Personal injury claims have become big business, ever since McDonald’s was sued for serving coffee that was deemed too hot. Since then an outcropping of personal injury lawyers has sprung up all over the world. The pot of gold at the end of this rainbow has become a focus for many small and large law firms alike.
Personal injuries can now take many forms and the industry has gotten so large that many attorneys are specializing in specific body parts, locations and other slices of this fast-growing revenue pie. There are also mental distress, brain damage and stress-related injuries that are covered by specialists. Two of the most publicized areas of this segment of law are in the healthcare and pharmaceutical industries.
How ethical and regulated are these segments of the legal industry? The standard message is everywhere: “If you were hurt in an accident due to someone else’s negligence, call now. We can get you money.” Have the television ads that encourage claims gone too far?
Personal injury law is global. HG.org Global Legal Resources lists over 26 categories of personal injuries ranging from defamation, animal bites and construction accidents all the way to nursing home abuse. With a world full of human error, it is apparent the legal profession has no intention of diminishing these types of lawsuits.
In fact, the list is growing. Is the “no-win, no-pay” personal injury law firm practice so enticing that it brings out the smallest of issues in the hopes of winning the big spin?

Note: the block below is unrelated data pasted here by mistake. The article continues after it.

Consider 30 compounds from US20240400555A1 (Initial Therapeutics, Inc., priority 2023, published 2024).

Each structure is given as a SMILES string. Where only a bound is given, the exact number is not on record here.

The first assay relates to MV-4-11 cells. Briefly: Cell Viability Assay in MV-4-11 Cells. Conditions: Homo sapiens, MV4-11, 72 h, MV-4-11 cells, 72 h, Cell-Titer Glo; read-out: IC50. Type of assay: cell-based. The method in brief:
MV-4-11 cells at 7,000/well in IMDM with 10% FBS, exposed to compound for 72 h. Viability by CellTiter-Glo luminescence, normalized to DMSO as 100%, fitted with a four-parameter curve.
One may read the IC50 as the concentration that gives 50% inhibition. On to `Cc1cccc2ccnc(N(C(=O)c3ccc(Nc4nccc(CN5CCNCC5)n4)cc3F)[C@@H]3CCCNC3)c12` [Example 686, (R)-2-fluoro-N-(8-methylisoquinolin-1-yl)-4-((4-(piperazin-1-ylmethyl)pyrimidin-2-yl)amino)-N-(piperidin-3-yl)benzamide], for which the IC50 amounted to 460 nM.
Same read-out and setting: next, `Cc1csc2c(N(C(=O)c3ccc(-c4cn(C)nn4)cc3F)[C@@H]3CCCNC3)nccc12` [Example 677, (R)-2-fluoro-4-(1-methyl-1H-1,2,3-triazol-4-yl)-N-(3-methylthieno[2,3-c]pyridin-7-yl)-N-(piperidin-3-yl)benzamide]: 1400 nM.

In some countries, there is another layer of concern: jurisdiction of boundaries. Consider the size of most European countries and that population’s frequency in travel.
The Pan European Organization of Personal Injury Lawyers (PEOPIL) was founded to improve and promote judicial cooperation of European jurisdictions in regards to personal injury law. A need was recognized when it was noticed that much of personal injury litigation in those countries required international viewpoints because of the quantity of cases that extended beyond each country’s borders.
Australia’s Henry Carus, founder of Henry Carus & Associates in Melbourne, states, “In Australia, personal injury also covers the gamut. Although we have many cases in the automobile and healthcare areas, our firm stays far away from the ambulance chasers. We stand by our ethical practices.”
There are professional personal injury law firms and there are firms practicing law whose priority is winning another high stakes case. It’s anyone’s guess how far this will go, but in the meantime, if you own or work for a law firm and want to practice personal injury law, consider the sage advice of Henry Carus, “Whether you are in personal injury, labor law or family practice, hang your ethics out like a flag of honor. The right clients will find you.”